In article      
         
        [10]  Kalla, A.K. and P. Joshi, Tribal health and medicines. 2004: Concept Publishing Company.
        In article      
         
        [11]  Bhandary, M., K. Chandrashekar, and K. Kaveriappa, Medical ethnobotany of the siddis of Uttara Kannada district, Karnataka, India. Journal of ethnopharmacology, 1995. 47(3): p. 149-158.
        In article      View Article
         
        [12]  Parinitha, M., et al., Ethno-botanical wealth of Bhadra wild life sanctuary in Karnataka. 2004.
        In article      
         
        [13]  Bhandary, M. and K. Chandrashekar, Herbal therapy for herpes in the ethno-medicine of Coastal Karnataka. 2011.
        In article      
         
        [14]  Guruprasad, S., N. Ningaiah, and M. Gangadhar, Indigenous knowledge on medicinal plants among the Iruliga tribal population of Western Ghats areas, Karnataka, India. Journal of Anthropology, 2013. 9(1): p. 195-203.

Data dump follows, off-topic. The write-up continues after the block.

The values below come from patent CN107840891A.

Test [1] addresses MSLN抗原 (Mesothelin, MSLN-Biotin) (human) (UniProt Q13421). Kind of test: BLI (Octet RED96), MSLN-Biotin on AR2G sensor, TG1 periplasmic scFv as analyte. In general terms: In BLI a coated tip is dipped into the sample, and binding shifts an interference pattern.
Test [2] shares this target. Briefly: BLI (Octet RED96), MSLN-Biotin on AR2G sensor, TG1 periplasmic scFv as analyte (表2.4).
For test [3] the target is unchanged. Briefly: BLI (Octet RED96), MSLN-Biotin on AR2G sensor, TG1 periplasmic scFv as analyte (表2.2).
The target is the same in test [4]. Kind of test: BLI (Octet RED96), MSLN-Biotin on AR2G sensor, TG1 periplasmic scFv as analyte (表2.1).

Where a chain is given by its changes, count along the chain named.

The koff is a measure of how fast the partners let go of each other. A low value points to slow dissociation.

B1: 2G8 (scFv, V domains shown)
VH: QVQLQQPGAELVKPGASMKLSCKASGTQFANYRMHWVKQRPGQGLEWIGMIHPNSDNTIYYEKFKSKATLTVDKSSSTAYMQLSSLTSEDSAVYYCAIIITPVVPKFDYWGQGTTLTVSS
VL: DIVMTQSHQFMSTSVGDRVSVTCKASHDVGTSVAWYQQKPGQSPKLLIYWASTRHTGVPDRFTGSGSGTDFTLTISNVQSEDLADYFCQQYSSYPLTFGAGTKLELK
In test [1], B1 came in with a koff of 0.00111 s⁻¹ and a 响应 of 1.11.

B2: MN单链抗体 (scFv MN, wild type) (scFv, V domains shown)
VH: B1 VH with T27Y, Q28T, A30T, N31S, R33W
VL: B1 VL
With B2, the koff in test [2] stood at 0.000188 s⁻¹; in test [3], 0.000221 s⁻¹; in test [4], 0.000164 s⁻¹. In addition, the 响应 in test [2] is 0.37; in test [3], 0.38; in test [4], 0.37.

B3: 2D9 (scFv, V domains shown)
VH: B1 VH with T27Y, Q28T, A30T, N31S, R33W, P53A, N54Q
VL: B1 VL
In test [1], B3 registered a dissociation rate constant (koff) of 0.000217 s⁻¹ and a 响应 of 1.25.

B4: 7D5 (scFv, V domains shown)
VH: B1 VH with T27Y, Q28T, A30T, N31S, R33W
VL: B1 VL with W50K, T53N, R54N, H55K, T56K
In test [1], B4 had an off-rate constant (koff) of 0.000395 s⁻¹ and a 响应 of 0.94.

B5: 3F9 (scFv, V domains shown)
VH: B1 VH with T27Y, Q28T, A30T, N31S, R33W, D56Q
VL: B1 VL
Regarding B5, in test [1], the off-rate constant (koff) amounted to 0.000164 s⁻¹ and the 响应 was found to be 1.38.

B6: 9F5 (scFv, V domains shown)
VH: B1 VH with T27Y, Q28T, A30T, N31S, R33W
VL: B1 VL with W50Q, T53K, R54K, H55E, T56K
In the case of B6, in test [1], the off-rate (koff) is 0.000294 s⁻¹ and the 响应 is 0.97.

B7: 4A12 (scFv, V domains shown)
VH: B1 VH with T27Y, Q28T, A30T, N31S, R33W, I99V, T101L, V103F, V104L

In article      
         
        [15]  Kalyanasundaram, I., An Ethnobotanical study of the Kodavas and other tribes of Kodagu district, Karnataka. Nelumbo, 1995. 37(1-4): p. 100-116.
        In article      
         
        [16]  Davidar, P., J.P. Puyravaud, and E.G. Leigh Jr, Changes in rain forest tree diversity, dominance and rarity across a seasonality gradient in the Western Ghats, India. Journal of Biogeography, 2005. 32(3): p. 493-501.
        In article      View Article
         
        [17]  Zorondo-Rodríguez, F., et al., What defines quality of life? The gap between public policies and locally defined indicators among residents of Kodagu, Karnataka (India). Social Indicators Research, 2014. 115(1): p. 441-456.
        In article      View Article